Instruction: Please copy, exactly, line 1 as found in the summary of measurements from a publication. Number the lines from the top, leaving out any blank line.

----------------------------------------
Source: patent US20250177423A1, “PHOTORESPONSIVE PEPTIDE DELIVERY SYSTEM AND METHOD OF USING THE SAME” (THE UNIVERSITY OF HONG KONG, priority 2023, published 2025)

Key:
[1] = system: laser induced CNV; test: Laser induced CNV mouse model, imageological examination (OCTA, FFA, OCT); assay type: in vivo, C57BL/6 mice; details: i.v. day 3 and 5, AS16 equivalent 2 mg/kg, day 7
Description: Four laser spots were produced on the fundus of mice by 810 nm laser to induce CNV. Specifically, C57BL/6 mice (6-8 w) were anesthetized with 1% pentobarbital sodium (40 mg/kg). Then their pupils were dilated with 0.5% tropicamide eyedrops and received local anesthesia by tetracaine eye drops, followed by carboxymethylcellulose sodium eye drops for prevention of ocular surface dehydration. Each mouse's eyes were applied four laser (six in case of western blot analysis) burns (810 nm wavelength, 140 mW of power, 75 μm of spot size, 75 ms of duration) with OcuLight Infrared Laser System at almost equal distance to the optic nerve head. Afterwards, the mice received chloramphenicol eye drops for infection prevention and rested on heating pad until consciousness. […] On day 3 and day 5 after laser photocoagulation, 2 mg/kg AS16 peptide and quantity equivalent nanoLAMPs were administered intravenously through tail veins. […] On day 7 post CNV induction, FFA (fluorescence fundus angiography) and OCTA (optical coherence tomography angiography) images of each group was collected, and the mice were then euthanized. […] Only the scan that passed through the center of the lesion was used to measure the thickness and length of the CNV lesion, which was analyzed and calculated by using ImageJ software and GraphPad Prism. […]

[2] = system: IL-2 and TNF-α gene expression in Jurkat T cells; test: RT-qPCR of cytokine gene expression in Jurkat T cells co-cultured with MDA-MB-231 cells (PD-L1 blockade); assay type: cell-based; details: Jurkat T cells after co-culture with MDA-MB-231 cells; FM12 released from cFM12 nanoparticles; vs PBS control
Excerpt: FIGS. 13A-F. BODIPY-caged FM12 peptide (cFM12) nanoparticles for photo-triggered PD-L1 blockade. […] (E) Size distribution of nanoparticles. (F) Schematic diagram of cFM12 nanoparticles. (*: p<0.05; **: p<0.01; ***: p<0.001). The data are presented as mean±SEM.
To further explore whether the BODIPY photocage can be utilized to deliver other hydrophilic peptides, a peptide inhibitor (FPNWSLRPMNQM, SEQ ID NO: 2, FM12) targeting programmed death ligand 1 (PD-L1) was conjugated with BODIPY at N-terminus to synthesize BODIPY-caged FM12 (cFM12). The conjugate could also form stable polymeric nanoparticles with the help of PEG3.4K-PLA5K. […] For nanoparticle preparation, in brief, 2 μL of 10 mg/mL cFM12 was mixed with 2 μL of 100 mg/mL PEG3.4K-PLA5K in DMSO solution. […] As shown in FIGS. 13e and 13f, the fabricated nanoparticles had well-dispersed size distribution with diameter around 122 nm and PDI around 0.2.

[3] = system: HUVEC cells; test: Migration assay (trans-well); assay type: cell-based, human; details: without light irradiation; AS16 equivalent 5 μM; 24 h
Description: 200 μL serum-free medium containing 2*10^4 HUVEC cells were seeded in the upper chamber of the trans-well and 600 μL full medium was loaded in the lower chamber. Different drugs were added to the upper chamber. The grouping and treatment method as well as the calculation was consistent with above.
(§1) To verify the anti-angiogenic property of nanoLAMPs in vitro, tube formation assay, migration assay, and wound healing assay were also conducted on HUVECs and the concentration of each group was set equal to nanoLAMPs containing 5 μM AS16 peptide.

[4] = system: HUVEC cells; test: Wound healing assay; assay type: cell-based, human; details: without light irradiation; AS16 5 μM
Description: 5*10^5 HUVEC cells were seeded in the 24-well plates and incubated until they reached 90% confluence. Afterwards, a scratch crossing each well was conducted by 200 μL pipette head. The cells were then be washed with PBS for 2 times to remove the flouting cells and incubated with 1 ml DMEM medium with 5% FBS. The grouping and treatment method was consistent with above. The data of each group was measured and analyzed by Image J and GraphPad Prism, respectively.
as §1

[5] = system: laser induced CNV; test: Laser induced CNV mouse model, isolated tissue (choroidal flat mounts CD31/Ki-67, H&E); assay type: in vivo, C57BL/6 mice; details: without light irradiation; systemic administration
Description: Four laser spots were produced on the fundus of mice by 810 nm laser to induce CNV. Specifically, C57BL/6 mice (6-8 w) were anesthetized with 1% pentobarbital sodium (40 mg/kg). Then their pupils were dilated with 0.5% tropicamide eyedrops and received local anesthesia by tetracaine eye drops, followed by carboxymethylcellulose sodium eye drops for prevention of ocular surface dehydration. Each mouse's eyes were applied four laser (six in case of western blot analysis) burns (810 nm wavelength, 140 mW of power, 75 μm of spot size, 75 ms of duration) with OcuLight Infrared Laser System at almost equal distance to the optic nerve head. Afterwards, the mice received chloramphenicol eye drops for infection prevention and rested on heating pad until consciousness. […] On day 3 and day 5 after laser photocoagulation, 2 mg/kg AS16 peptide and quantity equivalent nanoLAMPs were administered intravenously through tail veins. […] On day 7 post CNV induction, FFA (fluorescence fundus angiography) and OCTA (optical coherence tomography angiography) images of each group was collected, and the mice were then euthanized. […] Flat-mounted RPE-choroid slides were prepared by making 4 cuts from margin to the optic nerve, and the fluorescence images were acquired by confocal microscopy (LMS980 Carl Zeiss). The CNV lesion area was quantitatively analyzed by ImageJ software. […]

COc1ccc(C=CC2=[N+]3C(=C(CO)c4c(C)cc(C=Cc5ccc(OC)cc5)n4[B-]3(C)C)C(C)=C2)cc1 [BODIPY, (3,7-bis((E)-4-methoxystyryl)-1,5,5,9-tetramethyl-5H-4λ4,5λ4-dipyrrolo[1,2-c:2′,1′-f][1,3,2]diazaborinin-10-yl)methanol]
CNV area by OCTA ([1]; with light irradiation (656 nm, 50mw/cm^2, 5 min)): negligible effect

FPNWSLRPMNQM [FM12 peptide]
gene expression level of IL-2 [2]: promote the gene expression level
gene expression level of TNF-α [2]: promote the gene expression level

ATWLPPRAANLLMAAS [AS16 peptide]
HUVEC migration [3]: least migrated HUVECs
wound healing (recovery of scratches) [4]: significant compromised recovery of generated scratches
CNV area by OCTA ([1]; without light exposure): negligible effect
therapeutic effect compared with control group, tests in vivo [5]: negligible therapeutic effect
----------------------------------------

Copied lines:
Source: patent US20250177423A1, “PHOTORESPONSIVE PEPTIDE DELIVERY SYSTEM AND METHOD OF USING THE SAME” (THE UNIVERSITY OF HONG KONG, priority 2023, published 2025)